Continuing Medical Education: Bringing Evidence Based Medicine to Patients


A recent article in the Journal of the American Medical Association (JAMA), titled “Continuing Medical Education: Let the Guessing Begin,” examines a potential change in medical and continuing medical education (CME). The author Robert H. Brook, MD, ScD writes that “the purpose of this Commentary is to suggest exploration of a culture shift in medicine to reinforce the notion of knowing the right answer every time.”


He poses the question: “What if the testing process in medical school or CME were changed so that the medical student or physician were faced with a problem and had to decide what to do?” In response to this question, he noted that medical students and physicians would use this type of experience to “how to look up information, read articles, determine if the articles were relevant, and how to apply the literature and evidence-based medicine to individual patients.”


The importance of such experience is necessary because sometimes, “a physician needs to know immediately what to do.” As a result, he acknowledges that a list of medical emergencies and related patient scenarios have already been “developed, as well as a system for reminding all physicians, regardless of specialty, what to do in these situations.” For example, when a patient comes in to complain about “certain types of chest pain, headaches, and other symptoms” physicians are able to refer to these scenarios “100% of the time without looking it up.”


Using this example, the author suggests that such experience and related patient scenarios should be expanded to the rest of medical practice, and to do so, Robert H. Brook, M.D., asserts that “evidence-based medicine must be translated into practice.”


His editorial goes on to talk about his experience with the Medical Knowledge Self-Assessment Program curriculum for internists, and how it lacked “any quantitative decision tools.” Seemingly, although “private firms are beginning to collect decision tools and make them available to physicians … medical decision making has been largely ignored.”


Dr. Brook goes on to discuss his apparent frustration with the fact that “few physicians enter on a patient’s record the probability that the patient will have a cardiac event in the next 10 years.” Additionally, he wanted to understand why there are no formal assessments of probabilities and utilities in making difficult clinical decisions?” In his ideal clinical practice, a patient should enter a physician’s office and the doctor should record “a prior probability that the patient has condition x, y, or z; then, based on the history and physical, produce a posterior probability that serves as the basis for ordering tests.” While such an idea certainly could benefit numerous patients, more research and evidence is needed to back up the effectiveness of such a proposal—but it’s still worth a try. The only problem today is, Congress doesn’t want doctors to order ‘unnecessary tests’ and predict the probability of such conditions because it raises the cost of government run programs such as Medicare and Medicaid.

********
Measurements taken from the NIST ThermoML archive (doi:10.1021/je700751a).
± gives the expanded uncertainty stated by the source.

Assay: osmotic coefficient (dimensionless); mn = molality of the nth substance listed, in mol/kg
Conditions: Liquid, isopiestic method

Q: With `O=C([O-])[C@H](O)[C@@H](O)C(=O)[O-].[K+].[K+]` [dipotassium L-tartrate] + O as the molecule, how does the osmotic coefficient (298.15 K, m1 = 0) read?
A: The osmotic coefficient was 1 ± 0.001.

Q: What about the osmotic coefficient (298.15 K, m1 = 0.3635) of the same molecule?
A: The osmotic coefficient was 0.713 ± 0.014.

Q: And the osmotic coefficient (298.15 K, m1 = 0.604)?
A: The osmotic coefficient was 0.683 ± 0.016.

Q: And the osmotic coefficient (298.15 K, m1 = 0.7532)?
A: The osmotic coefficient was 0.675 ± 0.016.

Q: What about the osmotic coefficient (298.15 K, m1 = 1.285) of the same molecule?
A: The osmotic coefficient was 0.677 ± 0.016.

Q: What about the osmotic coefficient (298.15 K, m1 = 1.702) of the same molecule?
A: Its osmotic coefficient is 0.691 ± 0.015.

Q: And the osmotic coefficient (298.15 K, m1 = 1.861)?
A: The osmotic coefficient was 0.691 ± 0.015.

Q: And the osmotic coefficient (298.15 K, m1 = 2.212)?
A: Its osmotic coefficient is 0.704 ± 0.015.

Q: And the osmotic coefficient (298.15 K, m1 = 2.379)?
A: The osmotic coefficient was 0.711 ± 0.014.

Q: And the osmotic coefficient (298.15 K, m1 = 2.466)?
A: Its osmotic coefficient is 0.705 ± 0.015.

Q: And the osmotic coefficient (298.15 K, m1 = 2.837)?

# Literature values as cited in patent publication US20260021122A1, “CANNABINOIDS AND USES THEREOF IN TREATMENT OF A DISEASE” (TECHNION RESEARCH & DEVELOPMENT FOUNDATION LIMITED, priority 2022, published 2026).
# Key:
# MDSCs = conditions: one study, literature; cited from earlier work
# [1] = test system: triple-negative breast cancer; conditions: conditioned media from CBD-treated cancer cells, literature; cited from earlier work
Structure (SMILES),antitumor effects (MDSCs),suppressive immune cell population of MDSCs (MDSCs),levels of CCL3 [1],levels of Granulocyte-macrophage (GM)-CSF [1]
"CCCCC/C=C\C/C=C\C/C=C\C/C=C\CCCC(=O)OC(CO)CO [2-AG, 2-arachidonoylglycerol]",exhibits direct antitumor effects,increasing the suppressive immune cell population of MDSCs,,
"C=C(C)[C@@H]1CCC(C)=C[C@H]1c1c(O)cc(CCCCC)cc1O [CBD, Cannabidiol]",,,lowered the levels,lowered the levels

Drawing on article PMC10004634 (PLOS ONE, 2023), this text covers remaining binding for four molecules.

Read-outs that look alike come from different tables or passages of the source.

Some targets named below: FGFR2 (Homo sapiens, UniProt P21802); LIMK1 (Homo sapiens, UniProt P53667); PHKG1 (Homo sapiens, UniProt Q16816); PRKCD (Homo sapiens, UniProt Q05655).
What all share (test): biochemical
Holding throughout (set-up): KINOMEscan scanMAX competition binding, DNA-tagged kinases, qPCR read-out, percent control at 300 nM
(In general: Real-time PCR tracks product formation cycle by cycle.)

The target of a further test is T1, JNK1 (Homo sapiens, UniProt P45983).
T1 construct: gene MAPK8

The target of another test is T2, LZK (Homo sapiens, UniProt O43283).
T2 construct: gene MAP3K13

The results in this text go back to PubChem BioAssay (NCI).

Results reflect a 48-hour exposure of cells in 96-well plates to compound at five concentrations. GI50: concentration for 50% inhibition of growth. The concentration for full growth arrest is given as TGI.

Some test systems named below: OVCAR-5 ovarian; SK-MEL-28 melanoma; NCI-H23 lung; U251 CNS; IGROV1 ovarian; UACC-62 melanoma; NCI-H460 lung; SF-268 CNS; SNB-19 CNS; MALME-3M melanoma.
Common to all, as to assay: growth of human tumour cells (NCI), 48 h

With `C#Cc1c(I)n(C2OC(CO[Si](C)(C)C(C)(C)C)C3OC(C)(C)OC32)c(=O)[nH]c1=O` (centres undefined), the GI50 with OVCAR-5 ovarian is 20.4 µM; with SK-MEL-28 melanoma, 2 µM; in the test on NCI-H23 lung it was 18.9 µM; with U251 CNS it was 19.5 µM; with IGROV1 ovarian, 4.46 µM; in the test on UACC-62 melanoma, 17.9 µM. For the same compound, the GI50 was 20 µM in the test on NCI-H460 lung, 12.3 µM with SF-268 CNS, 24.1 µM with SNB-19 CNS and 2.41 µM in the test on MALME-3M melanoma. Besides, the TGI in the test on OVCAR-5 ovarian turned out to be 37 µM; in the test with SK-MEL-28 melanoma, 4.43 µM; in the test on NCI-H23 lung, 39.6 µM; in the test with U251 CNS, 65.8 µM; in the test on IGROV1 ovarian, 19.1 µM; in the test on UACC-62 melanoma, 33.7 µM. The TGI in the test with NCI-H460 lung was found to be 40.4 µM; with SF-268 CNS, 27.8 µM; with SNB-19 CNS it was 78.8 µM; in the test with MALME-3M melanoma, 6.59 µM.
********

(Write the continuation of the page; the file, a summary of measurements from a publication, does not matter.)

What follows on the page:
Consequently, Dr. Brook goes on to further his claim by noting that electronic health records and health information technology are making it easier for doctors to order tests, and over the next 5 to 10 years “a multitude of new tests will come to market to measure specific aspects of a patient’s genetic, proteinic, or physiological nature,” which will ultimately make people healthier. The question remains though: what price is society willing to pay for the kind of decision making and practice so that physicians can “make the right diagnosis, and monitor therapy.”


Ultimately, he asserts that because “physicians are using the same information sciences that were used 30 years ago … it is time for a change, otherwise, innovative medical researchers who develop a new array of tests and measurements” will make it even less likely that physicians will have the right answer.


In order for physicians to start using evidence-based decisions, funding and research is going to be needed to examine the importance of tests, medical devices and new treatments. While the recently released budget does not seem to have money specifically for such decision based research, industry will most likely have the responsibility of bringing evidence-based medicine to patients.



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2 thoughts on “Continuing Medical Education: Bringing Evidence Based Medicine to Patients

  1. Dr, Merrilee Fullerton says:

    How will the evidence keep up with the new tests and scientific information that will become available especially with the mapping of the human genome and the implications of personalized medicine?
    It would seem that to have purely evidence based medicine, a whole new layer of health care will be required.
    I’m not saying that is necessarily bad..I’m just suggesting that it may be impossible to interpret all the “evidence” since it may not always exist and it may keep changing…much as we see in science and medicine today. New facts and information emerge on an ongoing basis that change how we manage patients. This is necessary.
    However, evidence based medicine will be an expensive moving target. Perhaps something that needs embracing…but lots of cost involved.
    No doubt there are some people who say we cannot afford NOT to encourage more evidence based medicine. I agree that evidence based medicine is important but not necessarily achievable across the board at any point in time.

  2. Thomas Sullivan says:

    Great Comment, innovation is great, but just like going to the moon, it may take awhile to implement and see the external results (silcon chip, micro computers….)in the end we will live longer. The point of the story is evidenced based medicine is an ever evolving science…..

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